Saturday, October 6, 2012

Mississippi River Road: Nottoway Plantation

After visiting the historic Houmas House Plantation in Darrow, Louisiana we continued on our way sightseeing along the River Road following the Mississippi River.  We again crossed the Mississippi on our way over to Nottoway Plantation.

We crossed the mighty Mississippi traveling back over toward Nottoway Plantation.

This bridge over the Mississippi reminded me of a huge Erector Set.

History tells us the old original plantations grew sugarcane as their primary crop.  We wanted to stop and get a close-up look at a sugarcane field.....This field stretched as far as the eye could see.  This area lends itself nicely to growing sugarcane because it grows very well in tropical and subtropical regions.

Sugarcane field.

Nottoway Plantation
31025 Louisiana Highway
White Castle, Louisiana

Our goal was to travel over to Nottoway Plantation for a tour of this historical old home.  It is a stunning historic plantation, which has had a multi-million-dollar renovation to restore this plantation to her days of glory.  After arriving, we discovered it is also a luxury resort, and is now a member of the Historic Hotels of America. 

This beautiful old 64 room, three-story mansion was constructed way back in 1859.  It is located along the Great River Road,  situated on the banks of the Mississippi River

Originally, Nottoway Plantation was home to John Randolph, an astute businessman, and his wife, Emily Jane Randolph along with their 11 children.  The plantation originally sat on 400 acres of high land,  and 620 acres of swamp land.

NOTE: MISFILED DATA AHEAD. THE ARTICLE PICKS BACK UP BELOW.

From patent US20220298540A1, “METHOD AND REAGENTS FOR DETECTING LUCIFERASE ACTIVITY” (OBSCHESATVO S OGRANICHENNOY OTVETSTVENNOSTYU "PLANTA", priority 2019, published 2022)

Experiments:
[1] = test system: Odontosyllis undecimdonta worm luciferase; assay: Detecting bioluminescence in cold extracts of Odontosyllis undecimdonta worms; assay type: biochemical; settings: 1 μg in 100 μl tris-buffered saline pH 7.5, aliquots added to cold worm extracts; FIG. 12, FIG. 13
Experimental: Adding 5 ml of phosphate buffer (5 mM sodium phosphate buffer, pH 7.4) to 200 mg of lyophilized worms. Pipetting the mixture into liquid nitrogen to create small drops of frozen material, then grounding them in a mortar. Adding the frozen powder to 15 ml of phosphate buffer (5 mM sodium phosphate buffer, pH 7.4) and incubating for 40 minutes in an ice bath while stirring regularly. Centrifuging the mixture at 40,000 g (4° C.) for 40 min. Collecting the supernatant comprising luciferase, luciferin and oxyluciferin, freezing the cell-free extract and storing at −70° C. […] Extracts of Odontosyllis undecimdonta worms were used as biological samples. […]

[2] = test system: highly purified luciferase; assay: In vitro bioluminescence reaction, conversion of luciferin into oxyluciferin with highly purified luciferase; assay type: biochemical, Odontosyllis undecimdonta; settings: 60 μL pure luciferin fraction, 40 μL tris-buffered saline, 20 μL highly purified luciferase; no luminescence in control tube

Shortly after we arrived, my sweet husband invited me to have lunch in the beautiful old Mansion Restaurant.  We were delighted to be seated in an all glass-walled dining room and able to enjoy the view of the vast grounds of the Plantation.  We were told we had plenty of time to enjoy lunch before the next tour of the Plantation was ready to begin. 

Beautiful flowers at our lunch table.

Our tour group met on the front porch of the mansion.

Our tour guide was dressed in a beautiful period-style dress.  She was very informed and shared lots of historical facts with all of us.  Below is a photo of the stately entrance hall of the mansion.

Below is a painting of the original owners of Nottoway Plantation, John and Emily Randolph and two of their 11 children.

The below photo shows our tour guide in the "Gone With the Wind" room.  These curtains are very similar to the curtains seen in that movie.

A pretty statue.

The White Ballroom in the below photos is one of the most impressive rooms of the home.  Five of the Randolph daughters were married in this room.  It is used today by the resort to host weddings and receptions.

Formal Dining Room.

A beautiful table setting in the dining room.

Lovely portrait of a family member.  How pretty she was!

The tour continues upstairs.

Lovely upstairs bedroom.

This piano chair in the below photo was used by the Randolph daughters and is original to the home.